A recent chamber of commerce survey indicated that only 13 per cent of people living in Surrey feel "safe," as compared to 54 per cent in Vancouver.
I would sure like to know how many people were surveyed, in which neighborhoods, and how the survey was taken. Surrey is a wonderful place to live, with plentiful parks, lovely libraries, art centres, theatres and recreational programs.
More than 1,000 people per month are moving into Surrey, so why is there such a bad image? Why don’t you feel safe? It is an important issue in the upcoming municipal elections.
While more policing, especially the community police patrols, can certainly add to the safety of our city, you should know about a group of individuals who have made a difference.
Friends of the Grove is a community group that has been focused on The Grove, a stand of magnificent trees located near the Newton bus loop and Newton Recreation Centre. Through improvements, poetry readings and music gatherings, Friends of the Grove has made some progress in making this part of Surrey both usable and safer.
Friends of the Grove just received the 2014 Beautiful City Award. This award is given annually to celebrate achievements in community beautification. The city has also given the Friends of the Grove a grant to install lighting in this area. Beauty and safety.
Even more important, Newton neighbours and businesses have all contributed to make this one small spot in Surrey a better place. Well done, and an award well deserved. Just think what could happen with more community groups like Friends of the Grove. We look out for one another and take pride in our neighborhood.
In our multicultural city, we may not always understand our neighbours. Good place to start understanding each other better is to learn a little about the history of Surrey.
Surrey Museum is a good place to discover. There are unique artifacts, images and interactive displays in a stunning, modern space that highlights Surrey’s history. And there are special programs available as well. Surrey Remembers is the theme for Remembrance Day activities.
After the Remembrance Day ceremony at the cenotaph, you are invited to come in for refreshments, films and "peaceful" crafts for kids. Local author Sylvia Crooks will also have a visual presentation exploring how the two world wars affected life in small-town British Columbia. This presentation is from noon to 1 p.m. on Tuesday, Nov. 11; pre-registration in requested by calling 604-592-6956.
Remembrance Day isn’t always celebrated on Nov. 11. The Langley chapter of the Barbershop Harmony Society, also known as the 1st Capital Chorus, is holding its 19th Annual Remembrance Day show. The 2014 variety show commemorates the 70th anniversary of D-Day and is on Saturday, Nov. 1, at 2 and 7 p.m. at St. Mark’s Anglican church, 12953 20th Ave., Surrey. Tickets are $20 general and $15 for students/seniors, and can be purchased at the door. Be early if you plan to purchase tickets at the door. This presentation by the 1st Capitol Chorus is well attended, usually. It is inspirational and reminds us of the people who went to war to make our community safe. For information, phone Denny at 604-536-7983.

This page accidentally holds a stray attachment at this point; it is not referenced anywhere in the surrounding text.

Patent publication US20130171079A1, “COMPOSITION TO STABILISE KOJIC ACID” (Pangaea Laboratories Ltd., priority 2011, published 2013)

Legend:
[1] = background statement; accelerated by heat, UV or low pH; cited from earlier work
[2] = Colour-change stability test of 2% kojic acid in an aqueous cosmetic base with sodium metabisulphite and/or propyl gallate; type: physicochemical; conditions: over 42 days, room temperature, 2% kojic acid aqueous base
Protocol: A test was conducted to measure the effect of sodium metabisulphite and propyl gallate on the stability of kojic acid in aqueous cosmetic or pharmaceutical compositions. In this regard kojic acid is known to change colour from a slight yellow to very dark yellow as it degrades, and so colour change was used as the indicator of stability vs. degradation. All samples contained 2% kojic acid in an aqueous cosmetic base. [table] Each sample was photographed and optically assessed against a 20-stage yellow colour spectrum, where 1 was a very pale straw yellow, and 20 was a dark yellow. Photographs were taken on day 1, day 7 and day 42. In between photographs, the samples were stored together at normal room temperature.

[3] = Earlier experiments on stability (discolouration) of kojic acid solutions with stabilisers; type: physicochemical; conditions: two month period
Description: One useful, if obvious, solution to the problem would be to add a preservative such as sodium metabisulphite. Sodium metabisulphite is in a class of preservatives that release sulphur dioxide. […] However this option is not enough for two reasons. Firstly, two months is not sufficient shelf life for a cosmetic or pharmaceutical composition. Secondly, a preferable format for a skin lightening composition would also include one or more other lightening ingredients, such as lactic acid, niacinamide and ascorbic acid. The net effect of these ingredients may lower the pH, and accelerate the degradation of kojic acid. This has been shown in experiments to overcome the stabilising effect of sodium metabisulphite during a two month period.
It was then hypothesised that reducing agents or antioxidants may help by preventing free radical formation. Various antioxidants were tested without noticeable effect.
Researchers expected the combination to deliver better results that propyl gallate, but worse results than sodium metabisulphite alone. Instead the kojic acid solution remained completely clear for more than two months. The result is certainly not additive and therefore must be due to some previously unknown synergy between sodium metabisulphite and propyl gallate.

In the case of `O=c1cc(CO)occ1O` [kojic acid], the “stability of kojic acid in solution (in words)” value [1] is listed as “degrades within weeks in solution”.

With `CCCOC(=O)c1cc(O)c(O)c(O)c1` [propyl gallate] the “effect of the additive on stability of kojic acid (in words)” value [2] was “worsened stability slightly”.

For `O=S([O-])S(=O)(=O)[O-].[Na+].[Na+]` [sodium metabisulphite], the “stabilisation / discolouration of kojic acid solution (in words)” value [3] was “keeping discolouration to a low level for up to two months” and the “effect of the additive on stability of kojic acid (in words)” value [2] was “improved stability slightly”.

There’s more: August 2014 marked the 100th Anniversary of the First World War. In remembrance of the sacrifices made during "The Great War," Peninsula Productions, along with The City of White Rock, is staging the poignant Canadian play Mary’s Wedding, by Stephen Massicotte.
In the early months of 1914, while seeking refuge from a sudden storm, Mary, a recent immigrant from England, and Charlie, an Albertan farm boy, find not just shelter, but each other. Six years later, on the night before Mary’s wedding, she dreams of Charlie. In her dream, she is with him when he joins the C Squadron of Lord Strathcona’s Horse.
She is with him in the trenches and, ultimately, is with him at the battle of Moreuil Wood. By marrying scenes of Prairie thunderstorms and polite tea parties with the horrors of war, Mary’s Wedding captures Canada’s sacrifice with sensitivity and beauty. Directed by Wendy Bollard, the performers are Harrison MacDonald and Julia Siedlanowska. This is a limited run, from Nov. 11 to 15.
The Nov. 11 performance is dedicated to Canadian veterans – free to all vets and their families and by donation for everyone else. Tickets for performances from Nov. 12 to 15 are $20. The show is staged at the Black Box Theatre at White Rock Elementary, 1273 Fir St., White Rock. Tickets can be purchased online and in person at White Rock Visitor Information Centres.